• Children and Youth Experiencing Homelessness: An Introduction to the Issues External link opens in new window or tab. (PDF; Posted 08-Apr-2015)
    The McKinney-Vento Homeless Assistance Act (42 U.S.C. § 11431 et seq.) addresses educational challenges created by homeless and guarantees students the right to enroll, attend and succeed in school. This brief provides basic information about the scope of the problem, the impact of homelessness on education, and the rights of children and youth of a public education. See also National Center for Homeless Education briefs External link opens in new window or tab., Homeless Liaison Toolkit External link opens in new window or tab. (PDF), The McKinney-Vento Act At a Glance External link opens in new window or tab. (PDF), and CDE's Homeless Liaison.
  • Dear Colleague Letter on the Nondiscriminatory Administration of School Discipline External link opens in new window or tab. (Posted 20-Aug-2014)
    This federal guidance letter, translated into six languages, provides an overview of the Civil Rights Data Collection, summarizes schools' obligations to avoid and redress racial discrimination in administration of student discipline, explains the investigative process under Title IV and VI, and includes examples of school practices and policies that may violate civil rights laws.
  • Double Jeopardy: How Third-Grade Reading Skills and Poverty Influence High School Graduation External link opens in new window or tab. (Posted 18-Aug-2014)
    This study uses a national database of 3,975 students born between 1979–1989 with parents surveyed every two years for economic and other factors to track the reading progress of these students. There are eight findings from this preliminary research on factors keeping students from finishing high school.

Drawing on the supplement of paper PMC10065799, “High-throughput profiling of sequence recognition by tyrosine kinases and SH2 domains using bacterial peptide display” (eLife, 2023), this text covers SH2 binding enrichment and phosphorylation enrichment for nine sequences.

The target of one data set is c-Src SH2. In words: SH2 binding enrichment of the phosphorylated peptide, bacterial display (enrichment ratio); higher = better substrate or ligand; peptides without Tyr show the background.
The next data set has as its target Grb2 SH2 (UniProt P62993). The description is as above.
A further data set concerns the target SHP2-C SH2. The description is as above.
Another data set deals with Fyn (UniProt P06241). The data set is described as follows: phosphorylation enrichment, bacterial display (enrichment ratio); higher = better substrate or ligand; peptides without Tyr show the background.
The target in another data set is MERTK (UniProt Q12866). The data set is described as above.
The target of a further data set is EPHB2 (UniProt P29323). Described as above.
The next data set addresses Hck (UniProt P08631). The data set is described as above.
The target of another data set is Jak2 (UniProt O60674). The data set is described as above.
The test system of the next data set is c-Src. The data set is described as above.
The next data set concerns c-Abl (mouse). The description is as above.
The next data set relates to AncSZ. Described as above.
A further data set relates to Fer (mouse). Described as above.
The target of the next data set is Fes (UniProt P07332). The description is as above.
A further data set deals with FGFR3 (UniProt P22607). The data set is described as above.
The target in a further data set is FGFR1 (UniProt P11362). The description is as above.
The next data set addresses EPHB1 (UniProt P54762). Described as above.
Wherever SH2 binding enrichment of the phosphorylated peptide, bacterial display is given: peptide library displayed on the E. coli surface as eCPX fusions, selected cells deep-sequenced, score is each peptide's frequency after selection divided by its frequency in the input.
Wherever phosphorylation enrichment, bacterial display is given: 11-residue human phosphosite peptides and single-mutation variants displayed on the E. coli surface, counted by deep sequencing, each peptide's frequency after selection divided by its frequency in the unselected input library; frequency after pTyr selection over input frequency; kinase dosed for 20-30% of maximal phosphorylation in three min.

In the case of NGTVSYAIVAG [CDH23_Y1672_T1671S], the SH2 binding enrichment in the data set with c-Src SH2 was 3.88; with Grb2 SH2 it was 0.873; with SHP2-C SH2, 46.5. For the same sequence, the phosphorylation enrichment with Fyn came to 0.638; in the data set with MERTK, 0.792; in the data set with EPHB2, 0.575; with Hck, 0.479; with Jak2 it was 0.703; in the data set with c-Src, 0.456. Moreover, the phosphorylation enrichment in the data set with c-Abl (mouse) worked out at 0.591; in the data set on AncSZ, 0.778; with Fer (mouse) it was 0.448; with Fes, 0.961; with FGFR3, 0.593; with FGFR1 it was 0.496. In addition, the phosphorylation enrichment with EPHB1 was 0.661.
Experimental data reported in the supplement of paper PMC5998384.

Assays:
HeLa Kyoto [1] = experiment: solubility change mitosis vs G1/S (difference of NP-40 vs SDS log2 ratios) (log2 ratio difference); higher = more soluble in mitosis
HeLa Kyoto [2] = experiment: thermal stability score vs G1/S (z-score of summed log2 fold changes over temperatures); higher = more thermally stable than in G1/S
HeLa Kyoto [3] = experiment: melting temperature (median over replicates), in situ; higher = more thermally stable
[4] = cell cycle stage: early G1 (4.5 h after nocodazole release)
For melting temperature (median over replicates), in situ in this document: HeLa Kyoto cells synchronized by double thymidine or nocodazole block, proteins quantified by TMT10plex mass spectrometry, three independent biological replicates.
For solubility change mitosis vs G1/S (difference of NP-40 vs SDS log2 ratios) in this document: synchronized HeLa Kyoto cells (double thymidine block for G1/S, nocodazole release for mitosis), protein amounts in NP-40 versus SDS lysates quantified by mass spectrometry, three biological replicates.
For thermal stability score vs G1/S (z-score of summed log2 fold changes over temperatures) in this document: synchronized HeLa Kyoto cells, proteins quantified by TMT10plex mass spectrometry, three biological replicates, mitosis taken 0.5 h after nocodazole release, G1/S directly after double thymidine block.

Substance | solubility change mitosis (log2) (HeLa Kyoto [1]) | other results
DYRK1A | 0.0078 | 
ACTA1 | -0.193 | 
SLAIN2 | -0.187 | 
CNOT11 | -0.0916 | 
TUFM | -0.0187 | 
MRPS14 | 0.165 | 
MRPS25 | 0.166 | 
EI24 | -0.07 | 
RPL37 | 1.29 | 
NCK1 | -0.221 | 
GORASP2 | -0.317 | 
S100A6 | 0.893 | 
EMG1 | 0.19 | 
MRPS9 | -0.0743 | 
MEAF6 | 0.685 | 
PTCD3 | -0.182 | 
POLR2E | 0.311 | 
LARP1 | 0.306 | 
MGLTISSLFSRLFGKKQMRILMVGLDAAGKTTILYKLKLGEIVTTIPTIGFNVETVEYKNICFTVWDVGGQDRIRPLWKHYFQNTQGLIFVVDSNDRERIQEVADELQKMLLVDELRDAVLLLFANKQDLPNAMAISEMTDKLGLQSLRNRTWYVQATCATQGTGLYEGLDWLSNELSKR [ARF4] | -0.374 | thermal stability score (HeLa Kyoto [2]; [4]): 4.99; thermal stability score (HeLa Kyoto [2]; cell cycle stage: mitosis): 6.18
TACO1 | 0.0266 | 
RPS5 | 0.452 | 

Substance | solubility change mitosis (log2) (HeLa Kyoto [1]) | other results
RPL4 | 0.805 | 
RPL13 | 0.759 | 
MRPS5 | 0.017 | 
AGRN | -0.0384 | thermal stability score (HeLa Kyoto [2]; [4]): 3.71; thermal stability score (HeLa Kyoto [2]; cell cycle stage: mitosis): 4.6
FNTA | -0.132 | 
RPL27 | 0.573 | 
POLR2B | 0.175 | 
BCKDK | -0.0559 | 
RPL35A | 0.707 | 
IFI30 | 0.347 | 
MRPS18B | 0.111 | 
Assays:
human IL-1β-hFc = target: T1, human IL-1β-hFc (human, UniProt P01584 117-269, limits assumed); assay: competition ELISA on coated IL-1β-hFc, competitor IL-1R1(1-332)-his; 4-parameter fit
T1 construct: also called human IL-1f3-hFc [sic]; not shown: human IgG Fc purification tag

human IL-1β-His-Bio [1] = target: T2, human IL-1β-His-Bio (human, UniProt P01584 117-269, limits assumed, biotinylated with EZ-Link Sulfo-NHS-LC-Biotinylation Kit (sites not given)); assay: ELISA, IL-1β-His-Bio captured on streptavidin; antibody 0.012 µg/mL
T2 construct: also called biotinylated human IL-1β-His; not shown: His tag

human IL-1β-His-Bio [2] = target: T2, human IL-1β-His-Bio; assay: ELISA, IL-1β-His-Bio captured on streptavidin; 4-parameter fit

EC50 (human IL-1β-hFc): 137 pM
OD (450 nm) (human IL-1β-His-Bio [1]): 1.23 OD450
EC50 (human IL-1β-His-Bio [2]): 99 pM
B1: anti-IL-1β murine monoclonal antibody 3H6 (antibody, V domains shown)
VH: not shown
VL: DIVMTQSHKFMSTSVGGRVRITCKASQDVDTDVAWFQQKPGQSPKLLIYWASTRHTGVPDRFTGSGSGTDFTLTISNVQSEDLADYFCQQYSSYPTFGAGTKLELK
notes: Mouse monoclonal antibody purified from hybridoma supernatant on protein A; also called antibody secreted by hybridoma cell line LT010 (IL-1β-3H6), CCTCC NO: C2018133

• Early Reading Proficiency in the United States: Kids Count Data Snapshot External link opens in new window or tab. (Posted 18-Aug-2014)
    This report is an update on how fourth graders are faring in reading across the nation and in each State. The report provides data on the gap in fourth grade reading proficiency scores between lower and higher income students, disparities that remain across racial groups, and the significant disparity in reading scores by State.

Excerpted from CDE’s External Linking Policy: The CDE is providing these external links only as a convenience, and the inclusion of any external link does not imply endorsement by the CDE or any association with the sites' operators.

Definition

“Any goal of competitiveness and excellence must start with equity or be doomed to fail.” (1)

Students come to school with diverse backgrounds, abilities, talents, and challenges. Schools ensure equity by recognizing, respecting, and acting on this diversity. A common misperception is that equity means that all students are treated equally in all situations. In fact, high-quality schools have the capacity to differentiate instruction, services, and resource distribution to respond effectively to the diverse needs of their students, with the aim of ensuring that all students benefit equally.